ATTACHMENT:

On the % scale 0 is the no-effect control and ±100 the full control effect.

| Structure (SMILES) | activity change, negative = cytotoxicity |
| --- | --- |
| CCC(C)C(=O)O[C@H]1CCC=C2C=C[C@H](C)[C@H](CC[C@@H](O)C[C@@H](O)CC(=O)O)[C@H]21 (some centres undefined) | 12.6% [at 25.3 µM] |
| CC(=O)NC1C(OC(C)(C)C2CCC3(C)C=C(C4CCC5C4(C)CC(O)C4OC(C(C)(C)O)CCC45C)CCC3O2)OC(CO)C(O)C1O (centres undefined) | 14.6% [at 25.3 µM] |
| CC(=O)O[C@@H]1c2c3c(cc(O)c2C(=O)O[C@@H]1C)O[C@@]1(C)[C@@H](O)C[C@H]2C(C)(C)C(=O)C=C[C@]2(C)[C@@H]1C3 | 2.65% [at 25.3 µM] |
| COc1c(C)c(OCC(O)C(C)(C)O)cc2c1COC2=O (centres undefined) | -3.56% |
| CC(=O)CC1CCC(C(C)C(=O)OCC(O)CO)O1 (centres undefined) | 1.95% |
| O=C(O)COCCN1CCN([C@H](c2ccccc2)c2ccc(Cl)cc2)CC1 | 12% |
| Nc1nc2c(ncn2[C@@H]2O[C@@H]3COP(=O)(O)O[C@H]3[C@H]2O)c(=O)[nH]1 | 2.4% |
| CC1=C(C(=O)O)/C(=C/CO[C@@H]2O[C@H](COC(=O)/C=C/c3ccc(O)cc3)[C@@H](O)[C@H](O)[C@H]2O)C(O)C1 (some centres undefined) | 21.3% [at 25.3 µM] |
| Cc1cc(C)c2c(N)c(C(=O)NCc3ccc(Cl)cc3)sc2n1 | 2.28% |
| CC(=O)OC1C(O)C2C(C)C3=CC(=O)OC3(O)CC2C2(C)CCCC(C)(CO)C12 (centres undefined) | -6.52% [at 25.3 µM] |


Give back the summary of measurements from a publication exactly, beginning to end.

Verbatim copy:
On the % scale 0 is the no-effect control and ±100 the full control effect.

| Structure (SMILES) | activity change, negative = cytotoxicity |
| --- | --- |
| CCC(C)C(=O)O[C@H]1CCC=C2C=C[C@H](C)[C@H](CC[C@@H](O)C[C@@H](O)CC(=O)O)[C@H]21 (some centres undefined) | 12.6% [at 25.3 µM] |
| CC(=O)NC1C(OC(C)(C)C2CCC3(C)C=C(C4CCC5C4(C)CC(O)C4OC(C(C)(C)O)CCC45C)CCC3O2)OC(CO)C(O)C1O (centres undefined) | 14.6% [at 25.3 µM] |
| CC(=O)O[C@@H]1c2c3c(cc(O)c2C(=O)O[C@@H]1C)O[C@@]1(C)[C@@H](O)C[C@H]2C(C)(C)C(=O)C=C[C@]2(C)[C@@H]1C3 | 2.65% [at 25.3 µM] |
| COc1c(C)c(OCC(O)C(C)(C)O)cc2c1COC2=O (centres undefined) | -3.56% |
| CC(=O)CC1CCC(C(C)C(=O)OCC(O)CO)O1 (centres undefined) | 1.95% |
| O=C(O)COCCN1CCN([C@H](c2ccccc2)c2ccc(Cl)cc2)CC1 | 12% |
| Nc1nc2c(ncn2[C@@H]2O[C@@H]3COP(=O)(O)O[C@H]3[C@H]2O)c(=O)[nH]1 | 2.4% |
| CC1=C(C(=O)O)/C(=C/CO[C@@H]2O[C@H](COC(=O)/C=C/c3ccc(O)cc3)[C@@H](O)[C@H](O)[C@H]2O)C(O)C1 (some centres undefined) | 21.3% [at 25.3 µM] |
| Cc1cc(C)c2c(N)c(C(=O)NCc3ccc(Cl)cc3)sc2n1 | 2.28% |
| CC(=O)OC1C(O)C2C(C)C3=CC(=O)OC3(O)CC2C2(C)CCCC(C)(CO)C12 (centres undefined) | -6.52% [at 25.3 µM] |